Squirrels - corn - dammit!

aliceg8(CO 5)August 13, 2007

I just popped out to look at the garden, and my cool, bi-colored sweet corn is obviously ripe for eating - evidenced by 4 ears on the ground. The bad thing is that there's really only 1 more ear on the plants that I can pick today.

Some of the ears are only partially eaten. Would it be dumb to cook them anyway? Would the hot water kill any bacteria?

Dogs are staying out in the morning now!!

One another tack - tomatoes are ripening now. 2 Celebrity to pick for dinner tonight - yeah! And another 2 just called "Black" are starting to show a beautiful dusky color. They are supposed to be very large, sweet, slicing tomatos. I'm drooling on the keyboard now!

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cnetter(z5 Co)

I'm in a constant battle with racoons right now. I don't know if the partially eaten cobs would be safe - I've either pitched them or given them to the chickens.

    Bookmark   August 14, 2007 at 10:28AM
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michelle_co(z5 CO)

I never had luck with corn, racoons always got it right before I was ready to pick it. Finally planted it near my house last year where the dogs could guard it, and a scourge of blackbirds and crows moved in & raided it!

How do the critters KNOW that we are planning to harvest the corn the next day? I swear they can tell.


    Bookmark   August 14, 2007 at 11:14AM
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aliceg8(CO 5)

Hmmm, maybe it's racoons that got my corn. I was just making an assumption. I guess I assumed squirrels because the ears were left behind half eaten. I figure racoons would be big enough to take them away.

Then again, I remember a funny situation at our last house. I had put some ears in the compost bin from our table scraps, a squirrel somehow got in, grabbed it and proceeded to take it up the pine tree. At just about the same time, our dog spotted him, and made a mad run. Scared the squirrel into dropping the cob, which Chance promptly gobbled up!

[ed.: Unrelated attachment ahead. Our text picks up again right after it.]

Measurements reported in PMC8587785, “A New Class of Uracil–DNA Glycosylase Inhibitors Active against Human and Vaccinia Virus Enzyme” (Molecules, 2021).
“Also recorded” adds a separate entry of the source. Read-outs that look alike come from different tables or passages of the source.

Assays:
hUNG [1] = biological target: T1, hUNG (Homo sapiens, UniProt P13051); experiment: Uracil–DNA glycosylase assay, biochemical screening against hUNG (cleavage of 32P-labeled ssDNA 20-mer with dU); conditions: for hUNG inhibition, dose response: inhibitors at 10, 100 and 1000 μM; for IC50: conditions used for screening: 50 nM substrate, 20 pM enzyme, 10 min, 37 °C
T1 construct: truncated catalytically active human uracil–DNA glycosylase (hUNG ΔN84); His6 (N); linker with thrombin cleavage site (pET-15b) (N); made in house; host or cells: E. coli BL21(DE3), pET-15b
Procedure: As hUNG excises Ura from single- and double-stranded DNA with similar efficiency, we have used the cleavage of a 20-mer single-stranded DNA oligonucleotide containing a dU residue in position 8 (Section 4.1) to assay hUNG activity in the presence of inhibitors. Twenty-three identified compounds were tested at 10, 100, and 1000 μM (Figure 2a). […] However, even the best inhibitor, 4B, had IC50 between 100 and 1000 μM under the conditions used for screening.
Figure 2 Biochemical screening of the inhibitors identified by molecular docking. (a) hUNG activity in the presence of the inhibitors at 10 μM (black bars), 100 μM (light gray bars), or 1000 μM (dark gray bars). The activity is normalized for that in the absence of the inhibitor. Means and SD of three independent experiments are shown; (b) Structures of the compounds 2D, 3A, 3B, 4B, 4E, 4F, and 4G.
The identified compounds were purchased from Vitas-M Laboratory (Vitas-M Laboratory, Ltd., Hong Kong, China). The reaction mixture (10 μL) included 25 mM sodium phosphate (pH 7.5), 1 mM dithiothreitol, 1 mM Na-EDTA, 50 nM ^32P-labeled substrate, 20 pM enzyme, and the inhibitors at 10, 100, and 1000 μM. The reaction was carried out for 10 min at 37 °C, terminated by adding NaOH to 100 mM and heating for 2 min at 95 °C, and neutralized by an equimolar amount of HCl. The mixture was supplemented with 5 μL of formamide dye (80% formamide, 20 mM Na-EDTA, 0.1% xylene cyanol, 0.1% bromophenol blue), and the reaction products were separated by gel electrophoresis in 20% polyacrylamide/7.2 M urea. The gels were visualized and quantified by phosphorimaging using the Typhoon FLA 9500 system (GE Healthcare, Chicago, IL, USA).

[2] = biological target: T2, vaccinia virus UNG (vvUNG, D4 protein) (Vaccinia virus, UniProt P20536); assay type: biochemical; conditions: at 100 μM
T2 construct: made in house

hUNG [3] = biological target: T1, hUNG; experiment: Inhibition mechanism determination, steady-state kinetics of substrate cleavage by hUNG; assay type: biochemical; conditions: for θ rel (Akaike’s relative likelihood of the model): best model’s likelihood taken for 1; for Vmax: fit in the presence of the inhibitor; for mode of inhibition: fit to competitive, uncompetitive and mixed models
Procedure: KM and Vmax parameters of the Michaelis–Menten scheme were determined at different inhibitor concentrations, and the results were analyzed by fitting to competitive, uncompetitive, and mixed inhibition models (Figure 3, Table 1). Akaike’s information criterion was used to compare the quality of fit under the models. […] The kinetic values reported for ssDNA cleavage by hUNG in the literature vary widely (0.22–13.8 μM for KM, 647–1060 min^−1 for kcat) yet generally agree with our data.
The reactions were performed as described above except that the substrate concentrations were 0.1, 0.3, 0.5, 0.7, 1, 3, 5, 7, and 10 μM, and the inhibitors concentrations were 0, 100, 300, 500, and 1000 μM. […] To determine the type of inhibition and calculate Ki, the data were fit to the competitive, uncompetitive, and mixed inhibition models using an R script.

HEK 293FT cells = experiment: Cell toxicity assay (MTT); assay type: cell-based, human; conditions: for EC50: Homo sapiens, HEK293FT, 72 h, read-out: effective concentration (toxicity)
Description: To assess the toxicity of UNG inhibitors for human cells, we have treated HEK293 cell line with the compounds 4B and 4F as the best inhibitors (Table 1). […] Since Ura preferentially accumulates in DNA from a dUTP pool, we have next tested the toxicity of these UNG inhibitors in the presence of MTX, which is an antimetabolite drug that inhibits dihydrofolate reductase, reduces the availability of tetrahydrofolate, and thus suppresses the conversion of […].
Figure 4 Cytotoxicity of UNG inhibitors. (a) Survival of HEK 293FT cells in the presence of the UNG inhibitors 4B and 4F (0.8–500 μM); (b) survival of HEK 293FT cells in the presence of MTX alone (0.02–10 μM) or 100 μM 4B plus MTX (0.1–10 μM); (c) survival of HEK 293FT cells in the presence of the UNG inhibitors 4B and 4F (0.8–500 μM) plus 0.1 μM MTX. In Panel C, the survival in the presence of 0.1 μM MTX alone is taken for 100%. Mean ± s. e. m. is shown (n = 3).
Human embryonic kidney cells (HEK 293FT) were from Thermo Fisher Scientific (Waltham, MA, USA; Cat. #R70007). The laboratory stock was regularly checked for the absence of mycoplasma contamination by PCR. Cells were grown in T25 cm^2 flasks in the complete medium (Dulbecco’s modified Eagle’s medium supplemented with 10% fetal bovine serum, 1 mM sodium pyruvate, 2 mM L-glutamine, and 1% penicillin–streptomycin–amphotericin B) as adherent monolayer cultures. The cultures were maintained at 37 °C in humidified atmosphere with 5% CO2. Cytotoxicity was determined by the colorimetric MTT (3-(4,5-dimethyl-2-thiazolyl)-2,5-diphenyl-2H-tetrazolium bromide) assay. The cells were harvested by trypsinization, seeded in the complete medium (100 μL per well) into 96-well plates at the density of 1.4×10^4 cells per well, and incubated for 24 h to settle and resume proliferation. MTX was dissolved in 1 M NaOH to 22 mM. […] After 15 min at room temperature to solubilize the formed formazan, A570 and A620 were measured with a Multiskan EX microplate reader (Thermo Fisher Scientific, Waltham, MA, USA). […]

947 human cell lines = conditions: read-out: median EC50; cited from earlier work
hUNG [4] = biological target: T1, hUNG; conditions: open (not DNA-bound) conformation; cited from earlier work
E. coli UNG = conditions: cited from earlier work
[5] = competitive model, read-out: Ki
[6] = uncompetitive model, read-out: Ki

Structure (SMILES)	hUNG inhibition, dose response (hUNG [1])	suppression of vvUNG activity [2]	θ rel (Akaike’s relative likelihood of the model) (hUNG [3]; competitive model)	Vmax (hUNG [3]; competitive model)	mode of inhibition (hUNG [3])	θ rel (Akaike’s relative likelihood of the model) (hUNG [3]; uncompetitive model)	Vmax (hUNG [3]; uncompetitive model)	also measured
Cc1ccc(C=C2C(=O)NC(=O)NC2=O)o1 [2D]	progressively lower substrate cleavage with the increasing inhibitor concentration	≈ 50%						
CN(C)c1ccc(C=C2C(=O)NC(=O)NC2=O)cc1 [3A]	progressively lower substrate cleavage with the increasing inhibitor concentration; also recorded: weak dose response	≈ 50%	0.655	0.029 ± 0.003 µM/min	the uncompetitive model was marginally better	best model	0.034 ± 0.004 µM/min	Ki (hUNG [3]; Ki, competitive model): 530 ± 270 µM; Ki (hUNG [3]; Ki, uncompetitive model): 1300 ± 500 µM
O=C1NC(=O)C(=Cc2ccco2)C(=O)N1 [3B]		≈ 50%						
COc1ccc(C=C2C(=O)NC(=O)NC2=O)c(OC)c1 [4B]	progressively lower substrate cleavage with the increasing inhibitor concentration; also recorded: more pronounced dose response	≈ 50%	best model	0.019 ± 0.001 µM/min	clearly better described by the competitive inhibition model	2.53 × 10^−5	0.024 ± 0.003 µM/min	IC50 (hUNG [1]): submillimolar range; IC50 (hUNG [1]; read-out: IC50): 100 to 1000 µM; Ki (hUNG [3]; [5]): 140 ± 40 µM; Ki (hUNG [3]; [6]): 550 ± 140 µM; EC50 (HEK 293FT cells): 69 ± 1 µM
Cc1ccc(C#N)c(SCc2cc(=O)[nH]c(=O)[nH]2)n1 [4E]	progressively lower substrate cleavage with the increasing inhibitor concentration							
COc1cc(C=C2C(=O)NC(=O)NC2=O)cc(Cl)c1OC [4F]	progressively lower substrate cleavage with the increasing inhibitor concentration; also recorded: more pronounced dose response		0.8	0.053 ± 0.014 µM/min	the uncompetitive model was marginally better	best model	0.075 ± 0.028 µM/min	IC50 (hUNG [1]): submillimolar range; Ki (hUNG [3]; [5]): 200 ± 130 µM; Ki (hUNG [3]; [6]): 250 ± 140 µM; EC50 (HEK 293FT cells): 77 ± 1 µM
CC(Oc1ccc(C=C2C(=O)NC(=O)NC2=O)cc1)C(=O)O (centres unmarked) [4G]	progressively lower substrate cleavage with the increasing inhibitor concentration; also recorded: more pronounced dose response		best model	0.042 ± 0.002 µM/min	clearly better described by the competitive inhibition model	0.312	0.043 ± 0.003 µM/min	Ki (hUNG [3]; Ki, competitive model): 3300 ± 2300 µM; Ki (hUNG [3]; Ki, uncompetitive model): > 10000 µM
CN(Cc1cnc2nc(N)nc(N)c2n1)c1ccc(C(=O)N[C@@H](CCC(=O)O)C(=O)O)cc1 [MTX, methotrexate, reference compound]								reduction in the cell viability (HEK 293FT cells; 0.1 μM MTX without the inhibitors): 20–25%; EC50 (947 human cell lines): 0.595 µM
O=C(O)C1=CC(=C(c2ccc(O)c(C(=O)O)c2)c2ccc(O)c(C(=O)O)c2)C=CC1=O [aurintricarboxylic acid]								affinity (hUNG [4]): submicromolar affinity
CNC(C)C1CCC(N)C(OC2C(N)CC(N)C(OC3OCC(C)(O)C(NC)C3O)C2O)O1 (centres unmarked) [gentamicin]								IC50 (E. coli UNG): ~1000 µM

And yes, Michelle, how do they know the ears are ripe? Do they stick tiny claws in to the kernels to see if they pop?

    Bookmark   August 14, 2007 at 3:45PM
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Alice, I'd imagine that tree squirrels can be taught to raid corn because of all the dry corn people are putting out for them but I have no experience with any problems in the garden from tree squirrels. Maybe they just aren't quite on the scene yet.

If these are ground squirrels - you will need to get rid of them. I think they will destroy absolutely everything edible within a certain distance of their burrows.

My recent run-in with marmots (read, "giant, 20 pound squirrels") ended in my favor but I used to garden where there was a constant supply of these pests  on city parkland.

Remarkably, I initially considered sweet corn a safe crop. Keep in mind that they are really stupid critters (or maybe just highly evolved and wiliness just isn't required). Also, since the garden was fenced, there was a danger of being caught inside and so they had to keep moving while they were there - quick bite and then run. Despite leaving the ears of corn alone early on, they finally learned to dig the sprouting seed and eat it. Never did learn that a ripe ear of corn could be shucked . . .

Right now and for the last 10 years or so, it's been the 'coons. Ripe corn just cannot be left in the garden. It MUST be harvested or the coons will do it for me. With that kind of thinking, I've gotten by the last 5 years or so with minimal damage - only a couple ears each season. And, I'm sure to completely remove the ears that are on the ground after this invasion. Leaving ripped-up raw corn, I assume, is just sending out an invitation for more coon damage.


    Bookmark   August 14, 2007 at 10:30PM
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aliceg8(CO 5)